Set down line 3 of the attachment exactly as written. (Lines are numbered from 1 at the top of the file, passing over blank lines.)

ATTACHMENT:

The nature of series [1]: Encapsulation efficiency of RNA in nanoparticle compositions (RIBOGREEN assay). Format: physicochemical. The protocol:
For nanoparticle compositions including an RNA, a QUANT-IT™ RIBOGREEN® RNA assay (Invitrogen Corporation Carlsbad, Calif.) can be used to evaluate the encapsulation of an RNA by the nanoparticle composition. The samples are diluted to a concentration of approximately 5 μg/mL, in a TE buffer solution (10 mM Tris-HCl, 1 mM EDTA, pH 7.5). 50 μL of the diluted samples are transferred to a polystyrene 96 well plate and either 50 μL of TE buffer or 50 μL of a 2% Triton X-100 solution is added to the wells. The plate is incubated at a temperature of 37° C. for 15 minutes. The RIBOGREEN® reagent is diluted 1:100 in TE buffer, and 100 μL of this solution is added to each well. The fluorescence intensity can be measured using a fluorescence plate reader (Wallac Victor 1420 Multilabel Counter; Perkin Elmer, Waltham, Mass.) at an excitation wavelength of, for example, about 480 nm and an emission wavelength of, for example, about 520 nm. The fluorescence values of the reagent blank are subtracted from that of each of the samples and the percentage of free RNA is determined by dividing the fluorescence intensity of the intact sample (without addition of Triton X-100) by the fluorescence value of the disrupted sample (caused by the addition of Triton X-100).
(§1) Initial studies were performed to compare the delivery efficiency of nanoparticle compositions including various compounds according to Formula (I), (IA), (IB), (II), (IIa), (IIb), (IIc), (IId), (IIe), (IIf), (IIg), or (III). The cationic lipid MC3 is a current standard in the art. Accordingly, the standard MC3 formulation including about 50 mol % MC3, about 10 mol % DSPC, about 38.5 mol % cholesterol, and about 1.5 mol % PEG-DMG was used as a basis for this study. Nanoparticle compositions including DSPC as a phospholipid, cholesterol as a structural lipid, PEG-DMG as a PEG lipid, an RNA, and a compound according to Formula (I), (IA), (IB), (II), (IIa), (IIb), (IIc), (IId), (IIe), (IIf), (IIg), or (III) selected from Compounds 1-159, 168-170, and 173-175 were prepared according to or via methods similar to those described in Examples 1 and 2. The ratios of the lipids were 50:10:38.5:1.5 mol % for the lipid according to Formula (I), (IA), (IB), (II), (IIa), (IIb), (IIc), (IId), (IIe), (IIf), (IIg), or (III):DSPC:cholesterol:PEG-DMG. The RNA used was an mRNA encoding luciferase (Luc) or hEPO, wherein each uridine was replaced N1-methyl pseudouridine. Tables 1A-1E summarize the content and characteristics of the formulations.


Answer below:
(§1) Initial studies were performed to compare the delivery efficiency of nanoparticle compositions including various compounds according to Formula (I), (IA), (IB), (II), (IIa), (IIb), (IIc), (IId), (IIe), (IIf), (IIg), or (III). The cationic lipid MC3 is a current standard in the art. Accordingly, the standard MC3 formulation including about 50 mol % MC3, about 10 mol % DSPC, about 38.5 mol % cholesterol, and about 1.5 mol % PEG-DMG was used as a basis for this study. Nanoparticle compositions including DSPC as a phospholipid, cholesterol as a structural lipid, PEG-DMG as a PEG lipid, an RNA, and a compound according to Formula (I), (IA), (IB), (II), (IIa), (IIb), (IIc), (IId), (IIe), (IIf), (IIg), or (III) selected from Compounds 1-159, 168-170, and 173-175 were prepared according to or via methods similar to those described in Examples 1 and 2. The ratios of the lipids were 50:10:38.5:1.5 mol % for the lipid according to Formula (I), (IA), (IB), (II), (IIa), (IIb), (IIc), (IId), (IIe), (IIf), (IIg), or (III):DSPC:cholesterol:PEG-DMG. The RNA used was an mRNA encoding luciferase (Luc) or hEPO, wherein each uridine was replaced N1-methyl pseudouridine. Tables 1A-1E summarize the content and characteristics of the formulations.